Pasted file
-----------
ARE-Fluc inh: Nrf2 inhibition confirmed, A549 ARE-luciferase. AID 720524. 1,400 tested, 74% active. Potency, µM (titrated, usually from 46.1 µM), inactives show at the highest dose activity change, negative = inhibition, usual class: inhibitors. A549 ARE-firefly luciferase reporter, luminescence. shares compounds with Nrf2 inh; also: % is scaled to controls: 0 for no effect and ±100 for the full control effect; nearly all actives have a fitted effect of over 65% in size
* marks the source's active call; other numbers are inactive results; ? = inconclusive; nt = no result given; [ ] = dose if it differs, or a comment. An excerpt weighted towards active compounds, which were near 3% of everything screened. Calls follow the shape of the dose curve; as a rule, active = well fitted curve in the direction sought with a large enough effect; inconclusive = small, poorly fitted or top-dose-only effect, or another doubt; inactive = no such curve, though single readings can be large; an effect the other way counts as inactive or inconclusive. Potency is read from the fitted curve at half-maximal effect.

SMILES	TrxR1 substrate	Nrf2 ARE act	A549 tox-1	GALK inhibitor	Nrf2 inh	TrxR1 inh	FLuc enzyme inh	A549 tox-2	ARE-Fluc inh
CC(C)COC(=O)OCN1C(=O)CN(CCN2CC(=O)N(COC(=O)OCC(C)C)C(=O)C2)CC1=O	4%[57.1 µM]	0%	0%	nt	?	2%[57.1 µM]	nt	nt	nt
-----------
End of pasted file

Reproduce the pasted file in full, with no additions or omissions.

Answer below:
ARE-Fluc inh: Nrf2 inhibition confirmed, A549 ARE-luciferase. AID 720524. 1,400 tested, 74% active. Potency, µM (titrated, usually from 46.1 µM), inactives show at the highest dose activity change, negative = inhibition, usual class: inhibitors. A549 ARE-firefly luciferase reporter, luminescence. shares compounds with Nrf2 inh; also: % is scaled to controls: 0 for no effect and ±100 for the full control effect; nearly all actives have a fitted effect of over 65% in size
* marks the source's active call; other numbers are inactive results; ? = inconclusive; nt = no result given; [ ] = dose if it differs, or a comment. An excerpt weighted towards active compounds, which were near 3% of everything screened. Calls follow the shape of the dose curve; as a rule, active = well fitted curve in the direction sought with a large enough effect; inconclusive = small, poorly fitted or top-dose-only effect, or another doubt; inactive = no such curve, though single readings can be large; an effect the other way counts as inactive or inconclusive. Potency is read from the fitted curve at half-maximal effect.

SMILES	TrxR1 substrate	Nrf2 ARE act	A549 tox-1	GALK inhibitor	Nrf2 inh	TrxR1 inh	FLuc enzyme inh	A549 tox-2	ARE-Fluc inh
CC(C)COC(=O)OCN1C(=O)CN(CCN2CC(=O)N(COC(=O)OCC(C)C)C(=O)C2)CC1=O	4%[57.1 µM]	0%	0%	nt	?	2%[57.1 µM]	nt	nt	nt